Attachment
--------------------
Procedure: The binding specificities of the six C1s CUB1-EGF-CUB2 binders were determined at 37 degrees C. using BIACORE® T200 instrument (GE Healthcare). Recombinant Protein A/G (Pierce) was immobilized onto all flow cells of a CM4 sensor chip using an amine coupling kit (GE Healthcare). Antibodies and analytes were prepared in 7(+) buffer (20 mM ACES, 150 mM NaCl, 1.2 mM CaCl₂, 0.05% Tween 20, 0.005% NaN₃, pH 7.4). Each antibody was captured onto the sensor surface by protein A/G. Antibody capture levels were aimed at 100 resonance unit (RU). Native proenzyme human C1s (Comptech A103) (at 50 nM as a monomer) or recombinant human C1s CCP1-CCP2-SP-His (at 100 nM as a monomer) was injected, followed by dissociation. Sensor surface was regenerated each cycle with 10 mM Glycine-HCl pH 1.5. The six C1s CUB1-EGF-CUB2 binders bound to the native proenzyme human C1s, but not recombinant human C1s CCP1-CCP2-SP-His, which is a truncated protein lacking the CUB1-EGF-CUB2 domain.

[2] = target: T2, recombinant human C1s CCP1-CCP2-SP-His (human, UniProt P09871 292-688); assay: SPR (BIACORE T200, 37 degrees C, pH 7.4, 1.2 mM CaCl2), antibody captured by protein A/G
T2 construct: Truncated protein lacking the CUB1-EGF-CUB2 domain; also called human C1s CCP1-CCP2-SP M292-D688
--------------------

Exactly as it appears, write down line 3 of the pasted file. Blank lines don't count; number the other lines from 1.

T2 construct: Truncated protein lacking the CUB1-EGF-CUB2 domain; also called human C1s CCP1-CCP2-SP M292-D688